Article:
I can't do that for them, but I can empower them to have hearts and minds open to it, uncluttered by what the world has to offer their hearts, minds and bodies.



Janet Rose said...


Lillian said...

I think we have to be careful about sitting in judgment of parents who send their children to public school and day-care/after school care. I don't know your friends or their financial situation, but not everyone can afford the luxury of being SAHM. I had the advantage at one point to finally work from home and was then able to home school my daughter.

I am a product of public schools. Most of the youth leaders and pastors I know are products of public schools. It is possible to survive public school and come out Christian on the other end. Even in today's world. It is even possible to survive secular colleges and come out Christian.

To be honest, in my little corner of the world, there are many home schooled adults, who were raised in Christian homes. They were taught Christian mores, etc. However, today they have willfully walked away from the things of God.

I did not home school Lydia because of the secularism of school. I did not home school Lydia because she needed more of a Christian, Godly education. I fought hard against the secularism she was facing daily. I taught her why they were wrong. I did that while she was in public school. The reason I home schooled Lydia is that middle school was letting her down and in fact holding her back in her education. There was no way she would enter high school prepared for it, let alone be prepared for college. The fact that I could teach her more closely, the things of God was an added blessing. However, it was not my sole purpose or even my top three.

Teaching her about the things of God was a given. I was already doing that.

Christian schools and colleges can and have turned so many of our college students away from the Lord. Why? Because of judgmental attitudes, because of hypocrisy coming from professor's who say one thing and do another and because of double standards. We have to send our children into the world, even the Christian world prepared. They have to own what they believe or they can be persuaded to walk away for a myriad of reasons.

As to your friends commenting on their child's spiritual acumen, profound prayers, etc. Remember scripture says, "a child shall lead them" (yes I know it is specifically speaking of Christ, but it is also appropriate to say that our children will lead us back to the throne of grace). Scripture is clear that to belong to the Kingdom we have to approach the King as a child. I don't think that a child or adult for that matter, has to be proven in battle before they can be used by God in prophesy or profound prayers. I would, however, caution the parents against being overtly, publicly putting their children center stage, because they put a target on their child's back. The enemy will target them especially. It is what he does. I have seen it many times.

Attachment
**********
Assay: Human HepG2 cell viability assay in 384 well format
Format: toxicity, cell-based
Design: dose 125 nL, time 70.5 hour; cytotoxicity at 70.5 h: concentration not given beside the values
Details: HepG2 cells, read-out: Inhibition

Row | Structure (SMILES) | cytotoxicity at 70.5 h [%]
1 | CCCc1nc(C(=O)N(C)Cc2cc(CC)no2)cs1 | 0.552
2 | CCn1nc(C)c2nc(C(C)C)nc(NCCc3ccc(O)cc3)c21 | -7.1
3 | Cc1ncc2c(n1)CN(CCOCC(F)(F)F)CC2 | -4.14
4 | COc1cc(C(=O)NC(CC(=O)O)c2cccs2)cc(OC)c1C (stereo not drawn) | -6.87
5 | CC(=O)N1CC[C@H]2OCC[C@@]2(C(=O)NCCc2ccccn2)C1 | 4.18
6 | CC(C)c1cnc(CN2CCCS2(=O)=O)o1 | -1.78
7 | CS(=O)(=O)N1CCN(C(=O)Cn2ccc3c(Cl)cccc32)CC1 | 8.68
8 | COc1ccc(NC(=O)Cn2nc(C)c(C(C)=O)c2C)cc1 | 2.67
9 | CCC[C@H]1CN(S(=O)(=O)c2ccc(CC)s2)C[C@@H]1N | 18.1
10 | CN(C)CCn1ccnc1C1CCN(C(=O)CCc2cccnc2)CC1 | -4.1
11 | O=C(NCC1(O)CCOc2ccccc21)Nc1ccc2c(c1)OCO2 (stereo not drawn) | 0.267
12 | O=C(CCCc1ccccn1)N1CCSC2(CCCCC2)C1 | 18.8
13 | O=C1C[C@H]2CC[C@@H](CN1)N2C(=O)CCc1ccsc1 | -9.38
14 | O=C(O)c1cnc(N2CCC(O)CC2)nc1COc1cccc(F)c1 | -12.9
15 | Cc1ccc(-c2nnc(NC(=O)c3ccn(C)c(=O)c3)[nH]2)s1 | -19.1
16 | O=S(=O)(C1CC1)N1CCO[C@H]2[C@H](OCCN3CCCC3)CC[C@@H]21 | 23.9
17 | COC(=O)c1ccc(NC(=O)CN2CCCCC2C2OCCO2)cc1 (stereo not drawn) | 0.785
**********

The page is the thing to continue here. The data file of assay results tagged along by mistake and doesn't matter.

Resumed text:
Sorry for the blog length response. And I hope I didn't offend you. I always appreciate what you have to say.

Amy @ Hope Is the Word said...

Wow. So much in this post! I'm afraid I fail so much to be my kids' mentor/spiritual role model, that TRULY my only hope is to offer them Jesus. I love that last paragraph!

LaughingLioness said...

Lillian- we are agreeing ; ). I'm not saying it's impossible to raise a Godly child in the public school system or a given that one will turn out from homeschool- God knows I've seen the inverse of both time and again! My point is that we must be diligent, and walk humbly, training our kids as integrated wholes, not parts.

Thanks for the comments, gals! It's always good to get feedback!!

The Benson Family said...

I remember talking to a stay at home mom who was lamenting the fact that her 1st grader was learning very explicit sexual terms on the bus coming home. I told her "homeschool her!". She said, "But she's learning spanish there. I could never teach her spanish."

I've seen homeschoolers who have very secular thinking children and public school students who have a strong faith. The ones that come out of the public schools with a strong faith have had parents who work HARD at it. One mom volunteers almost daily in her children's school, knows the teachers - which ones will teach evolution etc, and has yearly summer boot camps for her girls where they teach worldview. Knowing her, I believe it is easier to homeschool because I don't have to undo faulty thinking and just teach the truth the first time through.

Redradtech said...

Well as one who has done both I can say for sure, there are no for sures. The ones I home schooled the most have been the worst. What can I say?

Jacqui said...

Read your blog post from the Carnival of Homeschooling. Really enjoyed it. Thanks for sharing authentically and openly.